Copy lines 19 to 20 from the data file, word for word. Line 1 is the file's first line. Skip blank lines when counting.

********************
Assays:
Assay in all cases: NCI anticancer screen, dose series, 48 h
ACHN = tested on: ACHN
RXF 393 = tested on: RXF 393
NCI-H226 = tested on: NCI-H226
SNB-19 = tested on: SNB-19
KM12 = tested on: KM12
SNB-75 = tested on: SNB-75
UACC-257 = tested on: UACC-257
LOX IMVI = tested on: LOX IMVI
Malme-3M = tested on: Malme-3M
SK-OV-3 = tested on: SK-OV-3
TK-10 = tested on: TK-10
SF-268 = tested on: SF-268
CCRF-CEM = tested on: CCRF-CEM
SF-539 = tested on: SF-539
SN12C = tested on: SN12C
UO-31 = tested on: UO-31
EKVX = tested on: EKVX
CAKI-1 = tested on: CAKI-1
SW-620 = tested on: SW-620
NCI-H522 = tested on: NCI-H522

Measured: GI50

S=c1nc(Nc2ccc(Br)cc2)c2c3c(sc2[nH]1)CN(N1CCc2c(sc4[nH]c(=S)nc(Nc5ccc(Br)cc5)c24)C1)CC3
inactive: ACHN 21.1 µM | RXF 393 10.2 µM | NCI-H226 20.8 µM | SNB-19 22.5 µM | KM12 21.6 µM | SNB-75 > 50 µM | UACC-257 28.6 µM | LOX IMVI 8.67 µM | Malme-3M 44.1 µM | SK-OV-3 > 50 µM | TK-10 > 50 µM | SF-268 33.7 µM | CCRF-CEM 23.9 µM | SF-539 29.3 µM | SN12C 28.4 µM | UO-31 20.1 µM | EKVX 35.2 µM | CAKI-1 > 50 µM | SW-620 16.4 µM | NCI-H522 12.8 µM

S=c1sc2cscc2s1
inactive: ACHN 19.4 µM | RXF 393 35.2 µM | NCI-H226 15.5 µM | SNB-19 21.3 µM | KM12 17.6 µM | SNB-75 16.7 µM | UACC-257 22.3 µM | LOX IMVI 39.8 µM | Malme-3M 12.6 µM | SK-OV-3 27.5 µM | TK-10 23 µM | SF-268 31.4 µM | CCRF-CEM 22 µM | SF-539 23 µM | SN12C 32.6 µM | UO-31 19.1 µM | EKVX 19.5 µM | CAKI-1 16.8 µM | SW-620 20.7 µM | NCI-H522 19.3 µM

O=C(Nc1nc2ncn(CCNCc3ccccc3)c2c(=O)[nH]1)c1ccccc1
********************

EKVX = tested on: EKVX
CAKI-1 = tested on: CAKI-1